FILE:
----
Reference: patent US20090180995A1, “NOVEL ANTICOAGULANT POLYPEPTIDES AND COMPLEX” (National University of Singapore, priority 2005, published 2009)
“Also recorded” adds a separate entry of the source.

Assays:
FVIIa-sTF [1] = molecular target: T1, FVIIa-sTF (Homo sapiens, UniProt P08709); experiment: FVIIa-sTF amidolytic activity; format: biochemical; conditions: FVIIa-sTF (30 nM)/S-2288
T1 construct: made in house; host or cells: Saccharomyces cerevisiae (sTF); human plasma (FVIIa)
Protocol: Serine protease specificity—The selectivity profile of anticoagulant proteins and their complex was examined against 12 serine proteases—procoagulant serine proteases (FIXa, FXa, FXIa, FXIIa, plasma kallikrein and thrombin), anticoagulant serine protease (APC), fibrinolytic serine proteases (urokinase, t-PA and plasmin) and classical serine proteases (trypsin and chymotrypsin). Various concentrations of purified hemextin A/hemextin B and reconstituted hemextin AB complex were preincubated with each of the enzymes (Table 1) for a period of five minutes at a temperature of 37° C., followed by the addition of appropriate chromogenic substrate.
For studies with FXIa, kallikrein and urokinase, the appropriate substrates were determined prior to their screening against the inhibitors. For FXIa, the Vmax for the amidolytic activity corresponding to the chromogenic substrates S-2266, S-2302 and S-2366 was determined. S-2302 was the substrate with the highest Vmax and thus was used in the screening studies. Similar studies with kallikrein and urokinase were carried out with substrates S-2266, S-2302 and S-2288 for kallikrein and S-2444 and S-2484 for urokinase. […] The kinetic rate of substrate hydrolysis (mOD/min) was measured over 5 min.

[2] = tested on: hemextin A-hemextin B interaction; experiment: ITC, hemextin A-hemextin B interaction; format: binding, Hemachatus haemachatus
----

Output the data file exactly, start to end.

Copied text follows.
Reference: patent US20090180995A1, “NOVEL ANTICOAGULANT POLYPEPTIDES AND COMPLEX” (National University of Singapore, priority 2005, published 2009)
“Also recorded” adds a separate entry of the source.

Assays:
FVIIa-sTF [1] = molecular target: T1, FVIIa-sTF (Homo sapiens, UniProt P08709); experiment: FVIIa-sTF amidolytic activity; format: biochemical; conditions: FVIIa-sTF (30 nM)/S-2288
T1 construct: made in house; host or cells: Saccharomyces cerevisiae (sTF); human plasma (FVIIa)
Protocol: Serine protease specificity—The selectivity profile of anticoagulant proteins and their complex was examined against 12 serine proteases—procoagulant serine proteases (FIXa, FXa, FXIa, FXIIa, plasma kallikrein and thrombin), anticoagulant serine protease (APC), fibrinolytic serine proteases (urokinase, t-PA and plasmin) and classical serine proteases (trypsin and chymotrypsin). Various concentrations of purified hemextin A/hemextin B and reconstituted hemextin AB complex were preincubated with each of the enzymes (Table 1) for a period of five minutes at a temperature of 37° C., followed by the addition of appropriate chromogenic substrate.
For studies with FXIa, kallikrein and urokinase, the appropriate substrates were determined prior to their screening against the inhibitors. For FXIa, the Vmax for the amidolytic activity corresponding to the chromogenic substrates S-2266, S-2302 and S-2366 was determined. S-2302 was the substrate with the highest Vmax and thus was used in the screening studies. Similar studies with kallikrein and urokinase were carried out with substrates S-2266, S-2302 and S-2288 for kallikrein and S-2444 and S-2484 for urokinase. […] The kinetic rate of substrate hydrolysis (mOD/min) was measured over 5 min.

[2] = tested on: hemextin A-hemextin B interaction; experiment: ITC, hemextin A-hemextin B interaction; format: binding, Hemachatus haemachatus